But when she turned up one day at the entrance of our children’s small village primary school and shook blood from a gash on her nose given to her by a badger up the walls of the school office, it was time to rethink our approach to her daily walk. We take different routes now and keep her on the lead in any wooded areas, as despite her advancing years and some minor cardiac issues, she, like many of us, still feels young at heart.

Carrie Symonds with beloved Jack Russell-cross, Dilyn - OLI SCARFF © Provided by The Telegraph Carrie Symonds with beloved Jack Russell-cross, Dilyn - OLI SCARFF

But that is not to say that the Jack Russell cannot be trained. Dogs Behaving (Very) Badly star Graeme Hall says he has warmed to the breed he has been training over the years as they are affectionate, eager to learn and often very biddable dogs. “They’re lovely,” he told me. “Jack Russells are working dogs essentially, and they want to be good at their job. They want to please. I usually only see the really naughty ones, but they are always very intelligent, which means that you can usually get a lot out of them.”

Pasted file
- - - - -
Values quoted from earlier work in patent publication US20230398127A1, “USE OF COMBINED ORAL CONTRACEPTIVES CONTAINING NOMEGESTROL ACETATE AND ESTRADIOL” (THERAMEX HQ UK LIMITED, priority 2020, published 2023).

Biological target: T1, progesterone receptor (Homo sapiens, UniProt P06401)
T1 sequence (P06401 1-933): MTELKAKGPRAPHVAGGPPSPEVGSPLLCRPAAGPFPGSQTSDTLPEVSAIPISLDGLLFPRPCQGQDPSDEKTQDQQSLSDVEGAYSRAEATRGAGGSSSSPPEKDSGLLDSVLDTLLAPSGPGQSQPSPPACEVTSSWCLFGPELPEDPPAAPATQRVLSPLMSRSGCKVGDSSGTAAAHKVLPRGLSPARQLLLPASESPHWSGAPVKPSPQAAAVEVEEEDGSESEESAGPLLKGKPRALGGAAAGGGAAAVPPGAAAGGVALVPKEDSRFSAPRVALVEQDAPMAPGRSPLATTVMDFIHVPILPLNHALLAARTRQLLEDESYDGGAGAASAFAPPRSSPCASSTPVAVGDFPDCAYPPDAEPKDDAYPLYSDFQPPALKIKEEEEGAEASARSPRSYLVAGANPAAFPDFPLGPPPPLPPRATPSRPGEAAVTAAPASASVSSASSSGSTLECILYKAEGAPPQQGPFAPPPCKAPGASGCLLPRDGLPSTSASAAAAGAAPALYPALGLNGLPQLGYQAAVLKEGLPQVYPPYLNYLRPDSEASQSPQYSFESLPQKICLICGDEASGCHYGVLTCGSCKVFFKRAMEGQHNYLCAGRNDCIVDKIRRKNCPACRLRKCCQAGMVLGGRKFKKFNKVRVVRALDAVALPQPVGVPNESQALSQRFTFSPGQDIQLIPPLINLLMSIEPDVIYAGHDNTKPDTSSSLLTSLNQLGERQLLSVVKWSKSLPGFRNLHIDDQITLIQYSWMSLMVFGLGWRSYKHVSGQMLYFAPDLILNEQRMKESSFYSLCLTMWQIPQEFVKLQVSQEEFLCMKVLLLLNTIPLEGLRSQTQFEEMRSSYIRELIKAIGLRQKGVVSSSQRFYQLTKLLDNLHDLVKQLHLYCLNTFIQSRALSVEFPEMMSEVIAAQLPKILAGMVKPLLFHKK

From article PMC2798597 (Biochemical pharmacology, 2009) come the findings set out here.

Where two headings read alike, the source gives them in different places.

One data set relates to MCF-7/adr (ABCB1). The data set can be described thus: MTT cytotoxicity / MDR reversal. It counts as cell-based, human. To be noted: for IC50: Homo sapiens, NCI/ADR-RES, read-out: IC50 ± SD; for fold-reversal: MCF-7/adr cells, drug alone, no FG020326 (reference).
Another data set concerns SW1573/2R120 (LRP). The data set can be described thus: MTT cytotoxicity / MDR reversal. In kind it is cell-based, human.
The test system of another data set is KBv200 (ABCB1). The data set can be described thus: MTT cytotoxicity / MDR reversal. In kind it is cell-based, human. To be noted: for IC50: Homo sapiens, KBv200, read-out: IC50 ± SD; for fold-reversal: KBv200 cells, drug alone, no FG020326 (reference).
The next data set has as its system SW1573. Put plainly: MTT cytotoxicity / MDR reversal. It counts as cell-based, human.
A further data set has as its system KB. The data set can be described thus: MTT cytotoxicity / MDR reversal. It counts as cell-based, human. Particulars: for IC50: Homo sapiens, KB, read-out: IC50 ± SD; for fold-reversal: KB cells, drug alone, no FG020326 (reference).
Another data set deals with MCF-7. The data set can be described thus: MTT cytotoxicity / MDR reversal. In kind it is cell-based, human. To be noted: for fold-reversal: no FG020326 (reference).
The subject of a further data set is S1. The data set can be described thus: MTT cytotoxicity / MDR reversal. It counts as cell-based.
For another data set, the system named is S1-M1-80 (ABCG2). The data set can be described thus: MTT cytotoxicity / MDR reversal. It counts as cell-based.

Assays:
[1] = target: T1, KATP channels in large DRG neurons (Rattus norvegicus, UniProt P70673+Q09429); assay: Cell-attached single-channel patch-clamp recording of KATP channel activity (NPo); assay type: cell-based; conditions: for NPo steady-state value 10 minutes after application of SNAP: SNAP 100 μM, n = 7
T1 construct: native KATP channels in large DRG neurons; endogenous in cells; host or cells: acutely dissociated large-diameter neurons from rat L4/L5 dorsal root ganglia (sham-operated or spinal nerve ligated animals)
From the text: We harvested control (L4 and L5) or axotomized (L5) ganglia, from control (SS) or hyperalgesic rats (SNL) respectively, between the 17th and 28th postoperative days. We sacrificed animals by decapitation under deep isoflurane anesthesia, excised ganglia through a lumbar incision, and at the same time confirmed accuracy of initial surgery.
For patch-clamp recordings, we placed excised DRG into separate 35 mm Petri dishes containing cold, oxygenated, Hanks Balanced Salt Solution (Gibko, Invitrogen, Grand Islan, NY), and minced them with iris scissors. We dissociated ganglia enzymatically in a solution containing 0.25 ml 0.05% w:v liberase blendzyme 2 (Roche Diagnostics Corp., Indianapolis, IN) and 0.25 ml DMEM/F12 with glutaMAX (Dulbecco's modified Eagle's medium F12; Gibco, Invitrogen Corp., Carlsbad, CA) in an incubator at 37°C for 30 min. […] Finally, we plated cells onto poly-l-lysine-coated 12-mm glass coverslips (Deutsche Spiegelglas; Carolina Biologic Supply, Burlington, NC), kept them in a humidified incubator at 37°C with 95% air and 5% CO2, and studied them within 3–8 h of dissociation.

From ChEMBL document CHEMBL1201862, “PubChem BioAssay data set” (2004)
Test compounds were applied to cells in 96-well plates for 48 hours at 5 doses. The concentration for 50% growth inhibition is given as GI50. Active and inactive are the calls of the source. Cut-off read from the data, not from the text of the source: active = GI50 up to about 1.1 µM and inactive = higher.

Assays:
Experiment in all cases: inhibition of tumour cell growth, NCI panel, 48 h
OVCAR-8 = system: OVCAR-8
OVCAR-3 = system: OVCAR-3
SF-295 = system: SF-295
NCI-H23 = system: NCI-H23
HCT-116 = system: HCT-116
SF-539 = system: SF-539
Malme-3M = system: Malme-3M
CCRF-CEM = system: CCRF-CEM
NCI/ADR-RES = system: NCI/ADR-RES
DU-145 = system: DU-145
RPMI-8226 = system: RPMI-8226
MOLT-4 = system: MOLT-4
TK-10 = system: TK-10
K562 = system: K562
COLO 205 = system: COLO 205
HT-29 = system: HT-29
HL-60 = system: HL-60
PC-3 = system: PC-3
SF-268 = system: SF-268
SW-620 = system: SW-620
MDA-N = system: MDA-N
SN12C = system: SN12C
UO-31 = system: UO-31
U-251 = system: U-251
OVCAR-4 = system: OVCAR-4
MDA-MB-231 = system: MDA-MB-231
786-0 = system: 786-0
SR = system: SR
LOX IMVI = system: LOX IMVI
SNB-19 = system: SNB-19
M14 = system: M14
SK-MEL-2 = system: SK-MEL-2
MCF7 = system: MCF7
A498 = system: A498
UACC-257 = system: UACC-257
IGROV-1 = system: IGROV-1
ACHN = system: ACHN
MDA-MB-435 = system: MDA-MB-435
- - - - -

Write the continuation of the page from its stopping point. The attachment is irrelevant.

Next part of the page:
Graeme and I chatted about the enduring appeal of the breed, and why they are rarely out of the Kennel Club’s top 10 most popular dogs in Britain, despite them only being officially recognised by the organisation in 2016. There was a surge in interest after Boris and Carrie Johnson introduced Dilyn to Downing Street in 2019, so perhaps Bluebell and Beth will spark an even greater interest and appreciation of the breed? “They’re sort of an everyman dog,” Graeme said.

“They have the posh, shooting and hunting appeal, but are good down the pub, too. Wherever you go, a Jack Russell just sort of fits. They’re not ostentatious or flamboyant in any way. They are just a great, all-round dog.”

Penny Junor, author of All the Queen’s Corgis, agrees, and believes that their popularity will only soar, particularly as the King and the Queen Consort are so devoted to their two. “We’re at the start of a whole new reign,” Penny says. “Not just of the two-legged variety, but of the four as well.” Welcome to the new Jackobean age.

London’s Number One Dog Walking Agency by Kate MacDougall is out in paperback on November 10